BXL Zoute (“BXL” is the airport code for Brussels, Zoute is an affluent neighborhood on the North Sea) is a home base during major tournaments for fans of all stripes, not just those of the Red Devils. For the early games, get a gaufre — an authentic Belgian waffle — that pairs well with any of the Belgian beer on tap. If you are stuck in Times Square, Zoute’s sister bar, BXL Café on 43rd Street, is a fine option.
Sunday, 2 p.m. vs. Switzerland
Friday, 8 a.m. vs. Costa Rica
June 27, 2 p.m. vs. Serbia
Miss Favela, 57 S. Fifth St., Brooklyn
This bistro next to the Williamsburg Bridge opens as early as 6 a.m. during the World Cup. The TVs will stay on throughout the tournament, and in addition to the live music each week on Thursday, Saturday and Sunday, Miss Favela will have live Brazilian music for each of the country’s matches. In Manhattan, fans can try Sounds of Brazil at 204 Varick St.
Tuesday, 8 a.m. vs. Japan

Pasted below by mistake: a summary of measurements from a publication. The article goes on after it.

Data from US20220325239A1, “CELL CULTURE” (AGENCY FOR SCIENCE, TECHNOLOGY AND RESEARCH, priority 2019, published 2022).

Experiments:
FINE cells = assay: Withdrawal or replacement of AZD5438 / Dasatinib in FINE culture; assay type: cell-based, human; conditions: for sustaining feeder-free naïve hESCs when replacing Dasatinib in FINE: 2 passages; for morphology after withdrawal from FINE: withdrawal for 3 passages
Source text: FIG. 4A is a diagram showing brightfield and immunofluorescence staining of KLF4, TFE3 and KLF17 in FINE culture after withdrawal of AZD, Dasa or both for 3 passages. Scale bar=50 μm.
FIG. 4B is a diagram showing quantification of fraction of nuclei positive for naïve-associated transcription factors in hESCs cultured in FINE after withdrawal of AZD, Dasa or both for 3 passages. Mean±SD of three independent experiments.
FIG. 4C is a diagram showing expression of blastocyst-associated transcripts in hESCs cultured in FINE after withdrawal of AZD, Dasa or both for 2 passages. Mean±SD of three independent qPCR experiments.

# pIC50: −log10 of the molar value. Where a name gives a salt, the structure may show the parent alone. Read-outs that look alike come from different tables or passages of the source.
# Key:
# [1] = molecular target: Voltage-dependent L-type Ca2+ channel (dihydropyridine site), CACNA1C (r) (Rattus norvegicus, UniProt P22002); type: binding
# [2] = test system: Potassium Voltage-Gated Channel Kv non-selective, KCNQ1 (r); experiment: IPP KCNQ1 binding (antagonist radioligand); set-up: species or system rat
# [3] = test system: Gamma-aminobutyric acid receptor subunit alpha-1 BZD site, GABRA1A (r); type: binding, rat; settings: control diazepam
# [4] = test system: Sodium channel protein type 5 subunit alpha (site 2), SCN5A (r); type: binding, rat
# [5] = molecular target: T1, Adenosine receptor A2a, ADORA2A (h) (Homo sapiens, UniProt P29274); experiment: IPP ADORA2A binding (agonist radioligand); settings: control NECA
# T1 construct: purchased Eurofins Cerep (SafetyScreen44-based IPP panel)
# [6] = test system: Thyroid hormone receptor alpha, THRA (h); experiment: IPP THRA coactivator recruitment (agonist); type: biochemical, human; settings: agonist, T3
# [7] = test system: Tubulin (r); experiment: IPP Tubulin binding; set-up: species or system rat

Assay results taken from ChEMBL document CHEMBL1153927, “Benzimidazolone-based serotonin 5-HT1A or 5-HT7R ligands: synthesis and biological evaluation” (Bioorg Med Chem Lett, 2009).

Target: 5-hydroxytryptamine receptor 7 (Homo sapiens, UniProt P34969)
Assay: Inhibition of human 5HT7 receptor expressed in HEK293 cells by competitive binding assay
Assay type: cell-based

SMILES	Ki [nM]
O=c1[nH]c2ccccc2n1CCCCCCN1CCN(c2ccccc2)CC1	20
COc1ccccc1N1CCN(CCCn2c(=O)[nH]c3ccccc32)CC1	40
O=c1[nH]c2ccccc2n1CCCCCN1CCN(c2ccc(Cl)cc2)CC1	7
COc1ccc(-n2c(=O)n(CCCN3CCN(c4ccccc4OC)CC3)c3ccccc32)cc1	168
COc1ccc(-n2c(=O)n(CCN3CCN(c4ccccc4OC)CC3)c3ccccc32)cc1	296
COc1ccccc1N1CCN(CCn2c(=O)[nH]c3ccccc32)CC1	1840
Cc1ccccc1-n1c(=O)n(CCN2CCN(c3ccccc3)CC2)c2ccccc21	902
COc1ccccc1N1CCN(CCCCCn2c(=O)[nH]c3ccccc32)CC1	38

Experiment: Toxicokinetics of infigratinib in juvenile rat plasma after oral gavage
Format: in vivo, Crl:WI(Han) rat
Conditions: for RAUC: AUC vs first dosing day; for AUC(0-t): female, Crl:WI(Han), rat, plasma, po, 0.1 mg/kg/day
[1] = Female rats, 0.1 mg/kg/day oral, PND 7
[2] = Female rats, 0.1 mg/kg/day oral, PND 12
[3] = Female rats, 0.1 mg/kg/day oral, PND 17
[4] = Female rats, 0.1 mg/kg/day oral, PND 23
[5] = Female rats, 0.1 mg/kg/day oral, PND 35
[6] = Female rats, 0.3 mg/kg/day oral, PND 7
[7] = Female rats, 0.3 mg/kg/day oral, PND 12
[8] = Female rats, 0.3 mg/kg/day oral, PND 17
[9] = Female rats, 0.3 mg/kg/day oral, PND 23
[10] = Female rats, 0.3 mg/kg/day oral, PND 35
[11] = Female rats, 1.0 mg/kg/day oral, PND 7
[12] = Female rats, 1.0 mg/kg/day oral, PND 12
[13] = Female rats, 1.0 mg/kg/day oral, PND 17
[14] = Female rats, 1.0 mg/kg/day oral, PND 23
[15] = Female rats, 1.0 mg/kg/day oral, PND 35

June 24, 2 p.m. vs. Poland
June 28, 10 a.m. vs. Senegal
D’Antigua, 84-16 Northern Blvd., Jackson Heights, Queens
This bar-restaurant has five TVs and two projectors showing every game, but expect the liveliest crowds for Peru and Colombia. “Especially when Colombia plays, it’s incredible,” said Diana Narvaez, one of the owners, remembering the last World Cup. “People were screaming, and after, if the game was good, we had a DJ so people danced.” Those watching morning matches can enjoy arepas and tostones for breakfast. Fans might also try El Basurero, equally rowdy, in Astoria at 32-17 Steinway St.
Sunday, 8 a.m. vs. Serbia